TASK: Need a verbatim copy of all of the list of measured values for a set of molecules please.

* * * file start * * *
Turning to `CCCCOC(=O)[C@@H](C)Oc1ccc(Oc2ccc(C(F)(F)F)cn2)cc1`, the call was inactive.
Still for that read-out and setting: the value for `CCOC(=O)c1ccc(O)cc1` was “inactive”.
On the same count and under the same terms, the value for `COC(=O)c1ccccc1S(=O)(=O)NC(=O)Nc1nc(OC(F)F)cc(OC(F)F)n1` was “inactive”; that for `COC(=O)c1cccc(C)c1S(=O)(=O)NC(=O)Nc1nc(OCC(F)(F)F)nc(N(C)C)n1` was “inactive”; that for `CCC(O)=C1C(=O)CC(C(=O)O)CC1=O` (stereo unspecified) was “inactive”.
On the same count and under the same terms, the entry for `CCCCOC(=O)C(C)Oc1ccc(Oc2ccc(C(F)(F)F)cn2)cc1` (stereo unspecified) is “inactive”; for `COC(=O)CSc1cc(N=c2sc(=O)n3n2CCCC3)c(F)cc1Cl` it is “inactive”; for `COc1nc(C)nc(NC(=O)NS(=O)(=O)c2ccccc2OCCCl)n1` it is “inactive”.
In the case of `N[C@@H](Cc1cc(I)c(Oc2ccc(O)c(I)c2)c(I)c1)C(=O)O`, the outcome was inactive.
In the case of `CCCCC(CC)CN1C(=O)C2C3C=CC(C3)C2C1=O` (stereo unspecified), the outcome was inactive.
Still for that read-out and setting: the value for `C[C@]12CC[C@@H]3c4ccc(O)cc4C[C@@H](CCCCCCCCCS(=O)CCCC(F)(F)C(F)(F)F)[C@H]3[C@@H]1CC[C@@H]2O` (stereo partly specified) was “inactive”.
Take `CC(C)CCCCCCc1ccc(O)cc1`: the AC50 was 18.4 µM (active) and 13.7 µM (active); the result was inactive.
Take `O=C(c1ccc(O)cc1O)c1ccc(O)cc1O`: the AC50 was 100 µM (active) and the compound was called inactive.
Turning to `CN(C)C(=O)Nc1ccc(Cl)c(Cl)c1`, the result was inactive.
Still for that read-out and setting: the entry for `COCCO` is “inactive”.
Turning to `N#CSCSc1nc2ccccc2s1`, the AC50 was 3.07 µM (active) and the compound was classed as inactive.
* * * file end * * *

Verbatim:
Turning to `CCCCOC(=O)[C@@H](C)Oc1ccc(Oc2ccc(C(F)(F)F)cn2)cc1`, the call was inactive.
Still for that read-out and setting: the value for `CCOC(=O)c1ccc(O)cc1` was “inactive”.
On the same count and under the same terms, the value for `COC(=O)c1ccccc1S(=O)(=O)NC(=O)Nc1nc(OC(F)F)cc(OC(F)F)n1` was “inactive”; that for `COC(=O)c1cccc(C)c1S(=O)(=O)NC(=O)Nc1nc(OCC(F)(F)F)nc(N(C)C)n1` was “inactive”; that for `CCC(O)=C1C(=O)CC(C(=O)O)CC1=O` (stereo unspecified) was “inactive”.
On the same count and under the same terms, the entry for `CCCCOC(=O)C(C)Oc1ccc(Oc2ccc(C(F)(F)F)cn2)cc1` (stereo unspecified) is “inactive”; for `COC(=O)CSc1cc(N=c2sc(=O)n3n2CCCC3)c(F)cc1Cl` it is “inactive”; for `COc1nc(C)nc(NC(=O)NS(=O)(=O)c2ccccc2OCCCl)n1` it is “inactive”.
In the case of `N[C@@H](Cc1cc(I)c(Oc2ccc(O)c(I)c2)c(I)c1)C(=O)O`, the outcome was inactive.
In the case of `CCCCC(CC)CN1C(=O)C2C3C=CC(C3)C2C1=O` (stereo unspecified), the outcome was inactive.
Still for that read-out and setting: the value for `C[C@]12CC[C@@H]3c4ccc(O)cc4C[C@@H](CCCCCCCCCS(=O)CCCC(F)(F)C(F)(F)F)[C@H]3[C@@H]1CC[C@@H]2O` (stereo partly specified) was “inactive”.
Take `CC(C)CCCCCCc1ccc(O)cc1`: the AC50 was 18.4 µM (active) and 13.7 µM (active); the result was inactive.
Take `O=C(c1ccc(O)cc1O)c1ccc(O)cc1O`: the AC50 was 100 µM (active) and the compound was called inactive.
Turning to `CN(C)C(=O)Nc1ccc(Cl)c(Cl)c1`, the result was inactive.
Still for that read-out and setting: the entry for `COCCO` is “inactive”.
Turning to `N#CSCSc1nc2ccccc2s1`, the AC50 was 3.07 µM (active) and the compound was classed as inactive.